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Warren Buffett: 'We Now Have The Right Person To Succeed Me As CEO'

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Warren Buffett: 'We Now Have The Right Person To Succeed Me As CEO'
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Berkshire Hathaway Inc. (NYSE: BRK-A) (NYSE: BRK-B)'s Warren Buffett addressed shareholders in an annual letter for the 50th time this morning.

To commemorate the anniversary, the iconic billionaire wrote a special column in his shareholder letter titled, "The Next 50 Years at Berkshire." After warning that his predictions could be wrong, Buffett explained that these ideas are what he'd tell his family today if they asked about the future of Berkshire Hathaway.

On potential financial problems:

"I believe the chance of any event causing Berkshire to experience financial problems is essentially zero. We will always be prepared for the thousand-year flood; in fact, if it occurs we will be selling life jackets to the unprepared.

Related Link: 11 Key Quotes From Warren Buffett's New Shareholder Letter

"Berkshire played an important role as a "first responder" during the 2008-2009 meltdown, and we have since more than doubled the strength of our balance sheet and our earnings potential. Your company is the Gibraltar of American business and will remain so."

On future shareholder gains:

"The bad news is that Berkshire's long-term gains – measured by percentages, not by dollars – cannot be dramatic and will not come close to those achieved in the past 50 years. The numbers have become too big.

"I think Berkshire will outperform the average American company, but our advantage, if any, won't be great.

"Eventually – probably between ten and twenty years from now – Berkshire's earnings and capital resources will reach a level that will not allow management to intelligently reinvest all of the company's earnings. At that time our directors will need to determine whether the best method to distribute the excess earnings is through dividends, share repurchases or both. If Berkshire shares are selling below intrinsic business value, massive repurchases will almost certainly be the best choice."

On future leadership:

"To further ensure continuation of our culture, I have suggested that my son, Howard, succeed me as a non-executive Chairman. My only reason for this wish is to make change easier if the wrong CEO should ever be employed and there occurs a need for the Chairman to move forcefully. I can assure you that this problem has a very low probability of arising at Berkshire – likely as low as at any public company."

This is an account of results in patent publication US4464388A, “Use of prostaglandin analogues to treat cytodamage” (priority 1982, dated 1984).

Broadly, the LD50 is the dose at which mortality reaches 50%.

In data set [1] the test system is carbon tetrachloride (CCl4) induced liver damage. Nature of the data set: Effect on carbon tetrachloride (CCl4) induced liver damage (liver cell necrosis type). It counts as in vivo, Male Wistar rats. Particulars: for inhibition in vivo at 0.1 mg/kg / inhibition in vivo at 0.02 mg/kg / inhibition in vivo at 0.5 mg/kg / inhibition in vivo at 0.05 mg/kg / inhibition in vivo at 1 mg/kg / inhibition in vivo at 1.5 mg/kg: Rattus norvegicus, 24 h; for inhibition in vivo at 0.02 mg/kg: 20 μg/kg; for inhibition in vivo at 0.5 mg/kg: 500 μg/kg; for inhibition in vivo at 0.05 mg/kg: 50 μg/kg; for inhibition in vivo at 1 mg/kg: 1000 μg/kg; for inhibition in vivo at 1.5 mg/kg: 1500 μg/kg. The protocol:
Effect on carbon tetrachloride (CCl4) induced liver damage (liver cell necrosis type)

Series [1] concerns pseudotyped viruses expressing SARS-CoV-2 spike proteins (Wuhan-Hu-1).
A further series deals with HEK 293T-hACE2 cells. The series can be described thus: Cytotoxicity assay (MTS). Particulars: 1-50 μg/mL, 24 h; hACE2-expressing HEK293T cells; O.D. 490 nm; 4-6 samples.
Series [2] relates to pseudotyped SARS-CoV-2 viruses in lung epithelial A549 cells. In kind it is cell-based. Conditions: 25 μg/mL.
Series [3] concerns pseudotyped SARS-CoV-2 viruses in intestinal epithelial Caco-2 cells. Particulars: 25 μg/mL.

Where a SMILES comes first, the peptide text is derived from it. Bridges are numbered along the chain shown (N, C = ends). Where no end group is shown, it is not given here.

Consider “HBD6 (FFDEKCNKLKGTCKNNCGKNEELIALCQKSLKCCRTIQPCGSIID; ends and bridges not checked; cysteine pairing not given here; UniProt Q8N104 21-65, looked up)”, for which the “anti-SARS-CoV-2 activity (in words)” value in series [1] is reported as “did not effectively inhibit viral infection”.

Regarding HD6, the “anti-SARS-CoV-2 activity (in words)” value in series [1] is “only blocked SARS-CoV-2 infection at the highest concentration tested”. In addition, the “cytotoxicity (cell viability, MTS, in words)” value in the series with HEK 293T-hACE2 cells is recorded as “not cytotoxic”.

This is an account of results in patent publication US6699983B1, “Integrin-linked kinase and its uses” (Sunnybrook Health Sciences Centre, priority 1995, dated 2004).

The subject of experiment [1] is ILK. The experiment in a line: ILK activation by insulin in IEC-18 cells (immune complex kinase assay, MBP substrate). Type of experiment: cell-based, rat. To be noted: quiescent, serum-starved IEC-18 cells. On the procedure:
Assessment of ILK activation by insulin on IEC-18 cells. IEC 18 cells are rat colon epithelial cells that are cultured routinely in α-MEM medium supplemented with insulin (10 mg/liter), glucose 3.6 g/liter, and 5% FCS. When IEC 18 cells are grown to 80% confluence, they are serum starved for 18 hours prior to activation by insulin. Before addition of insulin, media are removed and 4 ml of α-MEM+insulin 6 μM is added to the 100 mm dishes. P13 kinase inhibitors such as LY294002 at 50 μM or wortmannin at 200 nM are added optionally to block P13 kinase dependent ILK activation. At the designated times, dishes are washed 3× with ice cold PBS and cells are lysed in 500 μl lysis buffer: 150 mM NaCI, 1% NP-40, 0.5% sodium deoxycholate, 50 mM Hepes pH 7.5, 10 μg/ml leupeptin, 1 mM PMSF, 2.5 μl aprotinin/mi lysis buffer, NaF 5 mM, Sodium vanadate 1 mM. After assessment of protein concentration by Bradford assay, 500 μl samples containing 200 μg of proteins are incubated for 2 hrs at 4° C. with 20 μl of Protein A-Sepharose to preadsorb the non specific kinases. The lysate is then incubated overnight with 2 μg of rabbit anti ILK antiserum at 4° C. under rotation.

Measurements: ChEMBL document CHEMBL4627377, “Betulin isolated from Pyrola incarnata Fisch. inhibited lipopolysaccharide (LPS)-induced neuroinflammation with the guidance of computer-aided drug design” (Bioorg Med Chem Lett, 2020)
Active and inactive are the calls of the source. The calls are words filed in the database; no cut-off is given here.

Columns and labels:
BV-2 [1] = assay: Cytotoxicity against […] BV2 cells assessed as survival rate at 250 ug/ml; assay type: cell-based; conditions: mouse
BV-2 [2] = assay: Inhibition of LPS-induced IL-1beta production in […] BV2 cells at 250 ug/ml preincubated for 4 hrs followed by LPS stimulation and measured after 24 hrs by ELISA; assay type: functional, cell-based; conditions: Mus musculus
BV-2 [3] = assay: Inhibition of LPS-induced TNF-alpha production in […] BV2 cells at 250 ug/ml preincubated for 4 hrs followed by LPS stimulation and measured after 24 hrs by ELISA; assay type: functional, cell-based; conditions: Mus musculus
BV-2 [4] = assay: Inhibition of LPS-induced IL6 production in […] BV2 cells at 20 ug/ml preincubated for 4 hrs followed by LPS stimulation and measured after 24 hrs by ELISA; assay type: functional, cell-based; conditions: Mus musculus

On what his successor will need:

"My successor will need one other particular strength: the ability to fight off the ABCs of business decay, which are arrogance, bureaucracy and complacency. When these corporate cancers metastasize, even the strongest of companies can falter. The examples available to prove the point are legion, but to maintain friendships I will exhume only cases from the distant past."

On the Berkshire structure, and the ideal age of a CEO:

"Fortunately, the structure our future CEOs will need to be successful is firmly in place...Our directors believe that our future CEOs should come from internal candidates whom the Berkshire board has grown to know well.

"Our directors also believe that an incoming CEO should be relatively young, so that he or she can have a long run in the job. Berkshire will operate best if its CEOs average well over ten years at the helm."

On his confidence in a successor:

"Both the board and I believe we now have the right person to succeed me as CEO – a successor ready to assume the job the day after I die or step down. In certain important respects, this person will do a better job than I am doing."

On life after Warren and Charlie:

"All told, Berkshire is ideally positioned for life after Charlie and I leave the scene. We have the right people in place – the right directors, managers and prospective successors to those managers. Our culture, furthermore, is embedded throughout their ranks. Our system is also regenerative.

"To a large degree, both good and bad cultures self-select to perpetuate themselves. For very good reasons, business owners and operating managers with values similar to ours will continue to be attracted to Berkshire as a one-of-a-kind and permanent home."

And lastly, on shareholders:

"I would be remiss if I didn't salute another key constituency that makes Berkshire special: our shareholders...I am a lucky fellow to have you as partners."

Posted-In: Long Ideas News Management Events Trading Ideas Best of Benzinga

 

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